Offshoring is responsible for the massive growth of the Chinese economy. Back during Clinton and Bushit American companies off shored all of the computer chip Foundries. This resulted in a massive growth in the Chinese economy, and left America without a foundry on American soil capable of producing the high density chips used in everything from TVs to our most advanced weapons systems. No wonder the Chinese Military has been able to upgrade their weapons systems and  launch Astronauts into space. We gave them the technology, all because of Wall Street greed and corporate avarice.

People work at SITEL, an outsourcing call center provider, in Managua, Nicaragua on July 3, 2012. [AFP]

A sweatshop call center in Nicaragua.

Worse was the loss of American jobs, manufacturing through the movement of factories off shore, and high tech through a combination of H1b Visas enabling companies to bring cheap workers over from India and other countries to displace American Graduates, and second “Outsourcing” where either American jobs were shipped overseas, or to sweat shops on American soil. This is the driver behind Trump, and Sanders, Unfortunately in Trump’s supporter’s case they would rather cling to their racism and blame minorities – than blame who is actually screwing them. Stupid is and Stupid does.

Surge in outsourcing wipes out middle-class jobs

For nearly 20 years Alfredo Molena made a middle-class living repairing bank ATMs in Los Angeles, despite being a high school dropout and immigrant from El Salvador.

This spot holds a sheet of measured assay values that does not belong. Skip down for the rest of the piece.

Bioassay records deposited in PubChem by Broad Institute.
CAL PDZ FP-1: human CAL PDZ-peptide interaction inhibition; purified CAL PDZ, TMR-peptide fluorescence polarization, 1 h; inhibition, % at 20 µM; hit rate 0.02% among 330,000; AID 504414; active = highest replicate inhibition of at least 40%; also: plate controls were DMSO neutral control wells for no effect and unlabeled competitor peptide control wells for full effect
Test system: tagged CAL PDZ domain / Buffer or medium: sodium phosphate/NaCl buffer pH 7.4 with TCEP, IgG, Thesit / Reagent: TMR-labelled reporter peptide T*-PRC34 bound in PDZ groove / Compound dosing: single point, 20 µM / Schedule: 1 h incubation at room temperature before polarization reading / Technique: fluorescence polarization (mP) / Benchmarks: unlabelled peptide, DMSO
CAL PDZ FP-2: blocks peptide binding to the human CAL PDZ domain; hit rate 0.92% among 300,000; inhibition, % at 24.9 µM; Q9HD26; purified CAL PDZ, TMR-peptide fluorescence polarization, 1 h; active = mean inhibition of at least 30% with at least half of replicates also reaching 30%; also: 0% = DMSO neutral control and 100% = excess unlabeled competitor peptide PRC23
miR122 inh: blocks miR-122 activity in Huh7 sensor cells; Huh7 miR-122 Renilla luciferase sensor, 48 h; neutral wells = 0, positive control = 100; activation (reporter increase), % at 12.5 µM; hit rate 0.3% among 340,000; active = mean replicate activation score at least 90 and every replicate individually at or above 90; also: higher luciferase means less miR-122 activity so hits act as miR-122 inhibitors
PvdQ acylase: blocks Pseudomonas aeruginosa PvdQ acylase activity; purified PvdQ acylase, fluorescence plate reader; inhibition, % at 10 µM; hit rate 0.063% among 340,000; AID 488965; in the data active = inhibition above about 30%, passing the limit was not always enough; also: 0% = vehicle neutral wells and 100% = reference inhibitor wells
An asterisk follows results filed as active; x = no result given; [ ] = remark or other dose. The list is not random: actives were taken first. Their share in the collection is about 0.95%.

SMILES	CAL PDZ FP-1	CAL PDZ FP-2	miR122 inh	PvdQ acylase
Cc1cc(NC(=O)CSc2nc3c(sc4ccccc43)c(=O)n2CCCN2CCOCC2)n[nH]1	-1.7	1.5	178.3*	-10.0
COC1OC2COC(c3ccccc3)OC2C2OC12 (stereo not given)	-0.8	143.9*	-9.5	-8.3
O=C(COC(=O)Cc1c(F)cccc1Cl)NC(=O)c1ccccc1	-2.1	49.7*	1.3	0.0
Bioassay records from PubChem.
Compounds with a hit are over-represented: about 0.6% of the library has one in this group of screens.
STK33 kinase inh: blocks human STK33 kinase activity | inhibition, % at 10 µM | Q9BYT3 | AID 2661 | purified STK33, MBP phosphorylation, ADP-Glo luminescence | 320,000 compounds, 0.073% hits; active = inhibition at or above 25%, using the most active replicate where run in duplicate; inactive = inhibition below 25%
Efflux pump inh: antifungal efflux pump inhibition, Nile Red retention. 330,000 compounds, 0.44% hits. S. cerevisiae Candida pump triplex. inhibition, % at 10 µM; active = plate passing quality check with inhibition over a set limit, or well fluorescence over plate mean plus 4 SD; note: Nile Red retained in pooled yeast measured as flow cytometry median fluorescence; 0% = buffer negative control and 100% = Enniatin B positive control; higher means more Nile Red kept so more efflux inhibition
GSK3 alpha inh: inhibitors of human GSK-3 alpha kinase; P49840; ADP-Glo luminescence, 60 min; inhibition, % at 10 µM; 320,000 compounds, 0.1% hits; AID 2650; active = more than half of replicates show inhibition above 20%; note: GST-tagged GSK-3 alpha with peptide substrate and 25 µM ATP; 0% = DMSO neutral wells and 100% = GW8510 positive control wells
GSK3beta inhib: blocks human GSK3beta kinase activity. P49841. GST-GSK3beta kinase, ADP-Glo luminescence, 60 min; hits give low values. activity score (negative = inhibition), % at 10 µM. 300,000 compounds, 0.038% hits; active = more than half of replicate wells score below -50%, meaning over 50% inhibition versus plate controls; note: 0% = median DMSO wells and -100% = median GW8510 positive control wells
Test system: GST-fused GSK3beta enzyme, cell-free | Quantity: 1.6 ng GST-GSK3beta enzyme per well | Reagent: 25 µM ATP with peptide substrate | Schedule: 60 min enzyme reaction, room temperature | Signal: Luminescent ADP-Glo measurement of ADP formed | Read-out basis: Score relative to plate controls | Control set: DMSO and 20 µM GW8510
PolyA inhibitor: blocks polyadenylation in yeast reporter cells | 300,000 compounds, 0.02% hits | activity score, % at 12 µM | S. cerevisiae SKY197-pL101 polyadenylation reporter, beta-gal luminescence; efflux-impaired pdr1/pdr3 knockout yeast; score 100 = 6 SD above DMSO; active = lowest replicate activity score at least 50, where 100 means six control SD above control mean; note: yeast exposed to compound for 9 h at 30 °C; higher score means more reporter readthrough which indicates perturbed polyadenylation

By 2000 he was earning about $45,000 a year, enough to support his wife and two children in a spacious apartment and take periodic vacations to El Salvador and Hawaii. He had health insurance, a matching 401(k) plan, and a company-supplied cellphone and vehicle. But it all unraveled in 2005 after his employer, Bank of America, subcontracted the work to Diebold Inc., a firm specializing in servicing ATMs.

Today Molena drives a truck long-haul for about $30,000 a year, putting him in the bottom third of household incomes. He has no medical insurance. “I cannot afford it,” he snapped.

Globalization and the offshoring of U.S. manufacturing jobs to China and other cheap-labor countries are commonly blamed for driving down the wages and living standards of ordinary American workers, but there is another, less-known factor behind the shrinking middle class: domestic outsourcing.

Many jobs have been farmed out by employers over the years. No one knows their total numbers, but rough estimates based on the growth of temporary-help and other business and professional service payrolls suggest that one in six jobs today are subcontracted, or almost 20 million positions, said Lynn Reaser, economist at Point Loma Nazarene University in San Diego.

Separate Labor Department data show that some of these occupations have seen a significant decline in inflation-adjusted, or real, wages over the last decade.

In 2005, there were 138,210 workers nationwide who repaired ATMs, computers and other office machines, earning a mean annual salary of $37,640.

Ten years later, the number of such jobs had shrunk to 106,100, with most of them subcontracted at annual pay of $38,990. But after accounting for inflation, that’s a drop of about 15 percent from 2005.

By contrast, real wages for all occupations rose 1.3 percent between 2005 and 2015 � itself a tiny gain over the last decade, but still significantly more than those hit by domestic outsourcing.